Doing Asanas For the First Time Again

26 June, 2008

I must have been a bit of a curiosity when I started practicing at the shala, dropping in out of nowhere like I did. I just showed up at Mysore one morning four weeks ago and kept coming.

Whereas, I gather that most of the yogis ‘grow’ into their practice at the place – for example, they might start off with an ‘Intro to Yoga’ workshop, take a few ‘Yoga Prep’ classes before migrating to led classes (levels 1, 2 and 3). Eventually they could take the ‘Intro to Mysore’ workshop and then ease themselves into the Mysore class.

And there’s me…practicing in my basement like a hermit…and then showing up at DDQW out of the clear blue sky to stake my spot.

Now almost four weeks later I look at how my practice has changed. Most significant is a further realization of how deep, multifaceted and complex each asana is. I am rediscovering and subtly relearning poses that I ‘ticked off’ long ago – small adjustments in placement, emphasis, or nuance. On the other hand, I’m also learning that I’m not as far off in closing the gaps in my practice as I once thought; occasionally during the past week I’ve gotten a quick adjustment or remark from an instructor that ended up advancing an aspect of my practice – bringing me, for example, close to straight-legged jump-throughs, or hand-stand vinyasas; I also ease my way through poses that I once thought gruelling (Mari D) and now routinely get smoothly adjusted into that one pose I once considered beyond me (Supta Kurmasana)…

I have a Shala

3 June, 2008

I’ll get back to talking about the Yoga Show later, but today marked something of a landmark in my physical practice – the first significant change since I started it three years ago: I took it out of my ‘basement’ and into a shala full-time. I did the Mysore practice at Downward Dog this morning after signing up for an introductory one week; I’ll be extending that into a monthly pass next week.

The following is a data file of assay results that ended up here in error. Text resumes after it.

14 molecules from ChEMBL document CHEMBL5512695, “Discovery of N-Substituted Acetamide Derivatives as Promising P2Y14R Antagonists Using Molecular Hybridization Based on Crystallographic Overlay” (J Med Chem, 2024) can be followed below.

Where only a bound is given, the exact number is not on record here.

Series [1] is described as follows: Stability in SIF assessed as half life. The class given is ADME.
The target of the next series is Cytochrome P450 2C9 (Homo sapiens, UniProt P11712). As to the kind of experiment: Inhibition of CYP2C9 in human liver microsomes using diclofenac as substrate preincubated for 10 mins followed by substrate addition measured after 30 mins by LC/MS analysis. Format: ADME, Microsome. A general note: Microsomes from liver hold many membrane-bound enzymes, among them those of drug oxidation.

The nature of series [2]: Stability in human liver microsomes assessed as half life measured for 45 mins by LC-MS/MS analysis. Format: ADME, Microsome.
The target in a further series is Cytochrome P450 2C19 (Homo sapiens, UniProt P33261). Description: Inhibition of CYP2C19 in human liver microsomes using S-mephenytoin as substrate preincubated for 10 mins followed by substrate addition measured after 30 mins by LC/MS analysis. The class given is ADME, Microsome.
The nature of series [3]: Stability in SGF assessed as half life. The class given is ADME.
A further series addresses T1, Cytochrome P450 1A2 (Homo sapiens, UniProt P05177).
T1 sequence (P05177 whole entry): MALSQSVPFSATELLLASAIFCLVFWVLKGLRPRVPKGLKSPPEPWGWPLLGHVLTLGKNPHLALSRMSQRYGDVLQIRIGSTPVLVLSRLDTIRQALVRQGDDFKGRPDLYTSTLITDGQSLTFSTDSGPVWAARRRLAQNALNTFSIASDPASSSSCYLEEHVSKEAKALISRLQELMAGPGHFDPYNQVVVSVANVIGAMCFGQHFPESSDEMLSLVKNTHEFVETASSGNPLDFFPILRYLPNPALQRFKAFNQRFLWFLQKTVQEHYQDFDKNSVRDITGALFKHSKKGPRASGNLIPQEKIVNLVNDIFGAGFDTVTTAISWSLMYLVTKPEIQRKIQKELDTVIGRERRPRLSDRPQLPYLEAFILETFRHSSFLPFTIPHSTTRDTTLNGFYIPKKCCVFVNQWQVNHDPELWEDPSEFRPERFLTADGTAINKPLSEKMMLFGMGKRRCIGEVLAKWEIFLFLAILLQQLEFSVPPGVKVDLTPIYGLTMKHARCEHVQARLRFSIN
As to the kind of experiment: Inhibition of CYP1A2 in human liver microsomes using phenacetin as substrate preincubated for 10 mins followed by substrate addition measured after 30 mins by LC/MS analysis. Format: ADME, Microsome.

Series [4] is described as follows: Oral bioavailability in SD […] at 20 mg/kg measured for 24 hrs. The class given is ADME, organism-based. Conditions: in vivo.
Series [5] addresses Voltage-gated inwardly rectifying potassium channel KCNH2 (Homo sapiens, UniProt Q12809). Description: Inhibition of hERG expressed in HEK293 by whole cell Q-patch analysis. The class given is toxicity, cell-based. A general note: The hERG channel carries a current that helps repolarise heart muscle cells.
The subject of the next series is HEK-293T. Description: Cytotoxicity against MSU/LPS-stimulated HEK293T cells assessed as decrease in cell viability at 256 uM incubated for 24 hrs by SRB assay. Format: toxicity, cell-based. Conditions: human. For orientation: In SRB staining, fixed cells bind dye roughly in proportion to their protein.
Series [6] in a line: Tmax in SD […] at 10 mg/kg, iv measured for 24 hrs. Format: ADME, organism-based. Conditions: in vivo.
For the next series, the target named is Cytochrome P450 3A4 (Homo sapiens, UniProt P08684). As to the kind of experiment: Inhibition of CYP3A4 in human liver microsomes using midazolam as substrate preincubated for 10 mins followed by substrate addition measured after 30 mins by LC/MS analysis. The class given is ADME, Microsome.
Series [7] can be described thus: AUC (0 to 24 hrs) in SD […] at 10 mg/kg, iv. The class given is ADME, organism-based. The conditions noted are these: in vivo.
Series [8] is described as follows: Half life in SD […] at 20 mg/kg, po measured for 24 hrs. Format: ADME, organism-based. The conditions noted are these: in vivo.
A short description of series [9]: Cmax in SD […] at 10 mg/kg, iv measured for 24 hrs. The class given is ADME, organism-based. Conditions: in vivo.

It’s just a feeling but while I’m still making good progress in some places (backbending for example), in others I’ve reached a plateau. Basically I think I now really need both the subtle tweaks and the firm adjustments that only a regular Shala practice provides.

The practice was phenomenal. Afterwards, I was absolutely drenched. I felt like a rag that had had the dirty water rung hard – twisted and banged – out of it and I felt immense. I couldn’t stop grinning. It reminded me of my first Ashtanga class in 2003.

I’ve gotten used to practicing in my basement or more recently in the gym at my current customer engagement. They’ve at least given me a (more or less) quiet comfortable place to practice. But these are cool places; I’m sure the basement is frequently down in the range of 10 degrees on some practice days, and of course the gym, they purposefully try to keep cool.

The main room at Downward Dog, on the other hand, has plenty of windows facing east and north and the room was intensely warm this morning as Toronto was hot today…even at 6:30 am. I was sweating after the third Surya A and later on would sweat so much that the moisture actually impeded some of my poses; I kept slipping out of Mari D for example and then counter-intuitively the sweat made my thighs and calves ‘grippy’ and made Garbha Pindasana a bit harder to get into. I hadn’t brought a towel as I’d never needed one before.

I got some good robust adjustment in Supta Kurmasana and a few more subtle ones elsewhere. Walking out of the place, I felt they way you do when you leave home. It already felt that good and right. I felt like I belonged to the place. Later, as I drove up Jarvis to Bloor (I should have taken Spadina) with the sun to my back, and the windows and sun roof all the way open, the wind drying my still-sweating brow, I wondered why I hadn’t joined the Shala sooner.